Tuesday, April 15, 2008

No time for reading . . . and less for blogging!

To my handful of "avid" readers: I'm busy. Don't expect much productivity for a few weeks yet. In the remaining six hours a week when I'm not teaching, tutoring, planning to teach, grading, fretting about teaching, or going crazy about my students, I get to do three things, (1) talk with my lovely girlfriend over the phone, (2) search for a pastor for Franklin Street Community, or (3) read, read, read for Intro to Pastoral and Theological Studies.

What am I reading? I'm sure Ted cares, if few others. But here's what now occupies my time instead of blogging or journaling or photography or drawing or other pursuits of mine:

Peter Lillback, ed., The Practical Calvinist -- This collection of essays is a helpful and diverse introduction to various issues in the Reformed and Presbyterian heritage. I actually found this book, as a whole, to be really informative and enjoyable to read.

Dennis Johnson, Him We Proclaim -- Johnson issues a call to re-adopt the apostles' own interpretation and application of the Old Testament in preaching to congregations with both believers and nonbelievers. Johnson emphasizes a typological, but sensible, interpretation of the OT that should serve to call all people to faith, to retrain minds, and to edify believers in lives of holiness. I'm learning a lot of new things while being confirmed in what I've already been coming to see in Scripture over the past few years.

John Frame, The Doctrine of the Knowledge of God -- In this book Dr. Frame addresses the question of how we know truth about God and our relationship to him. It is basically a book about epistemology (the study of truth and knowing), with a nod toward presuppositional apologetics (i.e., Scripture's validity and authority above all other ways of knowing).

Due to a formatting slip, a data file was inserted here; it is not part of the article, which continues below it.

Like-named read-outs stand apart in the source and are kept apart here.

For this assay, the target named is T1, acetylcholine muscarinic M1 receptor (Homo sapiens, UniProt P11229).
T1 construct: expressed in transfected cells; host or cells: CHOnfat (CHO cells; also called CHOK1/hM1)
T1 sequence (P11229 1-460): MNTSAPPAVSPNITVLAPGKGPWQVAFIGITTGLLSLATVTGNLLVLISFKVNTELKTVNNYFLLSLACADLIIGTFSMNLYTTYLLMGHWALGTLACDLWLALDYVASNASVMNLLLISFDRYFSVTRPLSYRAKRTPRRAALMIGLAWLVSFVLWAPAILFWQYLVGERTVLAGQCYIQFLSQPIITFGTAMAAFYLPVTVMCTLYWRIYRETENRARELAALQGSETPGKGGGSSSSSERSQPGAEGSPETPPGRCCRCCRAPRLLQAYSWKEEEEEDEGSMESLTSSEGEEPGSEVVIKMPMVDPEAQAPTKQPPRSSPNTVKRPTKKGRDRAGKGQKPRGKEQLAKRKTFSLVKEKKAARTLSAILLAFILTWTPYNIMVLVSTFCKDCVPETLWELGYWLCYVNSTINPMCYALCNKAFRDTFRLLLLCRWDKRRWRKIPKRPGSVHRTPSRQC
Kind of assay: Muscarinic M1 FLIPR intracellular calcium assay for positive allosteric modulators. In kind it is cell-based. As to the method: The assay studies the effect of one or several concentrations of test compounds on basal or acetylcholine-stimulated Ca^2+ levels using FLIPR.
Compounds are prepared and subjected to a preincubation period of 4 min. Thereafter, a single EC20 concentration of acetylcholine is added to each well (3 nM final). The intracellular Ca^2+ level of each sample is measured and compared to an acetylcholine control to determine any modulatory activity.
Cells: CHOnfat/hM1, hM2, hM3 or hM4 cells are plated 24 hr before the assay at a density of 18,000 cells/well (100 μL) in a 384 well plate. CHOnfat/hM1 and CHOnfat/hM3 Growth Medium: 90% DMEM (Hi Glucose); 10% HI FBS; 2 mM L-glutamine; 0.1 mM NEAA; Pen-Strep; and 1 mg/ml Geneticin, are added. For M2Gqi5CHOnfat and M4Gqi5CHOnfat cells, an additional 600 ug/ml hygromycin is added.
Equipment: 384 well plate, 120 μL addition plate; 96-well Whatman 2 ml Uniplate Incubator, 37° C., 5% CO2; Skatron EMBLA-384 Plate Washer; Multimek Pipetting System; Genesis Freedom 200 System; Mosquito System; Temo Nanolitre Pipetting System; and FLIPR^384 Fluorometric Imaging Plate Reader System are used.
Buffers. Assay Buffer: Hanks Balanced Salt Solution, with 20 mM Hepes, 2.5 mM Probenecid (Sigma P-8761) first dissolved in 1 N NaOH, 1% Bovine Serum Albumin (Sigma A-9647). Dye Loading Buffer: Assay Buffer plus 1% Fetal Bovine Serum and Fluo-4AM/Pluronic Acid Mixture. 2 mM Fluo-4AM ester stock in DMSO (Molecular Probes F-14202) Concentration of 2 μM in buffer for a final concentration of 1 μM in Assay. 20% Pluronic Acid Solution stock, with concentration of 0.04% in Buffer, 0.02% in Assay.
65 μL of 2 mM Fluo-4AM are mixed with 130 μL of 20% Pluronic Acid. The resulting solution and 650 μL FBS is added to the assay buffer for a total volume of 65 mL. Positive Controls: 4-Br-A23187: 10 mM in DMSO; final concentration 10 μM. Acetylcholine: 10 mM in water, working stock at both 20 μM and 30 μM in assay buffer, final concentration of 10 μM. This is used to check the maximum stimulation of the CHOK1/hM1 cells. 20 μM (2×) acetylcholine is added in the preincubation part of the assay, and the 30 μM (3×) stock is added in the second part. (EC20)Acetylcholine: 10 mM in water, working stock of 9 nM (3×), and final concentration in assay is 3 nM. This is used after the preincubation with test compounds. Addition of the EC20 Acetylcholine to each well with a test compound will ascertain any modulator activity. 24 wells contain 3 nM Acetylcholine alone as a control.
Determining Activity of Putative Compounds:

John Calvin, Commentary on the Psalms -- Bible + Holy Spirit (+ Calvin) = Christ-centered, covenantal exposition of the Psalms.

In addition to having written a ten-page reflection on The Practical Calvinist, I'll also be composing a ten-page sermon or exposition of a psalm based on Johnson, Calvin, and Frame. (Any suggestions for a psalm?) So, consider the blogosphere down one blogger for the next six weeks.

P.S. You need good, energizing music. Mute Math makes good, energizing music. Problem solved. Now if only I had an iPod . . . C'mon economic stimulus check!


Halfmom, AKA, Susan said...

I think you should buy an iPod! Certainly the 21st birthday gift of one here has proven well worth the investment - plus, I get the left over CDs once they're loaded!

I will look forward to your sermon - but I noticed that I didn't receive a copy of your paper to read!

Halfmom, AKA, Susan said...

OK - I actually went to the UTube site and listened to "typical" - and I thought it was pretty good - SCARY!

Andrew said...

Huh? I e-mailed both you and Olivia a copy of my first paper.

Halfmom, AKA, Susan said...

Somehow the email didn't get to me - but I know she got hers because she as reading the paper!

Ted M. Gossard said...

Good Andrew, Your blog arose!

I need to get over here more often, but the books look good. I have the one by Frame, a good writer. I lean more towards presuppositional apologetics as well, though in that position one does not rule out the (can't remember the word used) apologetic that accounts for historical evidence, such as for Jesus' resurrection.

I'm sure I'd benefit from all those books.

And a lovely picture.

Andrew said...


It's called "evidentialist" apologetics.

Ted M. Gossard said...

Yes. I actually see a combination of both in Scripture, since after all, ours is a historical faith. But built on what is evident to humankind from God through natural revelation. One part of our witness that Paul uses.

Of course you know this, but just sharing my thought and position on it, or simple take on it.